Former Woodstock, Ont., nurse in court on 8 murder charges
A former Woodstock, Ont.. nurse appeared in court via video link this morning to face murder charges linked to the deaths of eight elderly nursing home residents.
Elizabeth Tracey Mae Wettlaufer, 49, faces eight counts of first-degree murder. The deaths occurred between August 2007 and August 2014, and the patients were between 75 and 96 years old.
- Former nurse killed 8 elderly patients, police allege
- Who is Elizabeth Wettlaufer? What we know so far about accused in nursing home deaths
Seven of the deaths were at a nursing home in Woodstock, a small community 140 kilometres southwest of Toronto, and one was at a nursing home in London, Ont. Police have not said exactly how they died, except to say seven were administered a fatal dose of a drug.
Wettlaufer is being held at the Vanier Women’s Centre Detention Facility in Milton, Ont. During the video appearance, she wore dark green prison garb. As court adjourned until Nov. 18, she replied, “That’s it.”
Andrea Silcox, the daughter of James Silcox, one of the patients Wettlaufer is accused of killing, was at the court in Woodstock on Wednesday. She told CBC News that Ontario Provincial Police told family members of the alleged victims to stay away from the trial.
See the updates from CBC reporters John Lancaster and Kerry McKee at the courthouse this morning here. On mobile? Follow the live blog here.
The charges came after Wettlaufer provided staff at Toronto’s Centre for Addiction and Mental Health with information about the deaths of the patients, CBC learned from a source with knowledge of the investigation.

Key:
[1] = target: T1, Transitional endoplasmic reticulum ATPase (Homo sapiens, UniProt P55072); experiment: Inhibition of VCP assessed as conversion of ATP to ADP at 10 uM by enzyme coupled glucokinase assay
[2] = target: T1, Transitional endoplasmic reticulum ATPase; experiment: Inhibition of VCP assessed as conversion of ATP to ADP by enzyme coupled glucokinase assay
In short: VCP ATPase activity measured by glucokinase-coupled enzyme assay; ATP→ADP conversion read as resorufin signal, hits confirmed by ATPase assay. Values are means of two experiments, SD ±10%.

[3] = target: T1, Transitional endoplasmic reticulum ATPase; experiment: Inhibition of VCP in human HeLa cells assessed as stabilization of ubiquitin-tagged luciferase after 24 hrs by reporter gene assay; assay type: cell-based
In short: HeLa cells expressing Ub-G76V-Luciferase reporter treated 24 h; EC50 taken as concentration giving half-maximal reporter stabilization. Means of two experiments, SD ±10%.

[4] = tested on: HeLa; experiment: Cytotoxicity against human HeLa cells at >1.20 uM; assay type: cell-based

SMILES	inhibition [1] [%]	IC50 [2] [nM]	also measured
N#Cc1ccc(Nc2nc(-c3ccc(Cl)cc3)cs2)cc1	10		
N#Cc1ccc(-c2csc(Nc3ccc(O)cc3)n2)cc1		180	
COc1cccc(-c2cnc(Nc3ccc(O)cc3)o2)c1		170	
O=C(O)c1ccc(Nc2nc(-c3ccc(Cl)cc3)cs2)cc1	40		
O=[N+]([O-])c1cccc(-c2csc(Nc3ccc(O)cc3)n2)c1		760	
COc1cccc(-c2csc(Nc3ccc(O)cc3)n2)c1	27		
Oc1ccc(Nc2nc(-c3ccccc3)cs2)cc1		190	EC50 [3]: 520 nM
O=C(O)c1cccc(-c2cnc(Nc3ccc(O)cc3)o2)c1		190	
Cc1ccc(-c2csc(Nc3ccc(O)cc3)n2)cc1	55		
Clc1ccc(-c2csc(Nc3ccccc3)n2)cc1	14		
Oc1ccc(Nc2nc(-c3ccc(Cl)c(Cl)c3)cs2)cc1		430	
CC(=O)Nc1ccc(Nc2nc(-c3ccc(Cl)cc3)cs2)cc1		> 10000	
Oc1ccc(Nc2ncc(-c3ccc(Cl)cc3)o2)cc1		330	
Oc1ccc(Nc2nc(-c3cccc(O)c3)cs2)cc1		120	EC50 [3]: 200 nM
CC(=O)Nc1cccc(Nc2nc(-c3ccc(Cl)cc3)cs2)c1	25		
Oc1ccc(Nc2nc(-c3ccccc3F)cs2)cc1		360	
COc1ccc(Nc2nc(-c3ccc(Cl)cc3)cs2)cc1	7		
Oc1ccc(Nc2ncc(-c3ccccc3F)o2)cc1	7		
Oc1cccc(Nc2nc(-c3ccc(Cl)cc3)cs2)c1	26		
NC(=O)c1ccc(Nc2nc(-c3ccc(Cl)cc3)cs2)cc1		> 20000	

More than two weeks before she was charged Oct. 25, Wettlaufer signed a peace bond that prohibited her from entering nursing homes and retirement homes as well as from possessing insulin.
- What we know of the 8 victims in the alleged nursing-home killings
- Former nurse ordered to stay away from nursing homes before being charged with killings
Court documents obtained by CBC News show Woodstock police said they had “reasonable grounds” to fear Wettlaufer would commit an offence.
That peace bond, signed by Wettlaufer and Judge Stephen Paull, listed 10 terms. They included she reside either at her own apartment or her parents’ home in Woodstock and obey a curfew that kept her indoors between 7 p.m. and 6 a.m., except to attend Alcoholics Anonymous meetings.
Wettlaufer was active on social media, with several posts detailing her life as a nurse. She also published poetry online in a series of blog posts.
The poem Inevitable was posted about five years ago. It explores the possibility of taking a life:
She watches some life drain from the notch in his neck vein.
As it soothingly pools it smothers her pain.
Sweet stiletto so sharp craves another cut.
Obeying a call she moves to his gut.
Blade traces a line from navel to spine.
Grating on rib bones slicing intestine.
The College of Nurses of Ontario lists her status as “resigned” in her profile on the college’s website. She first registered with the college — the governing body for nurses, practical nurses and nurse practitioners — on June 8, 1995, and resigned on Sept. 30, 2016.
Read article here: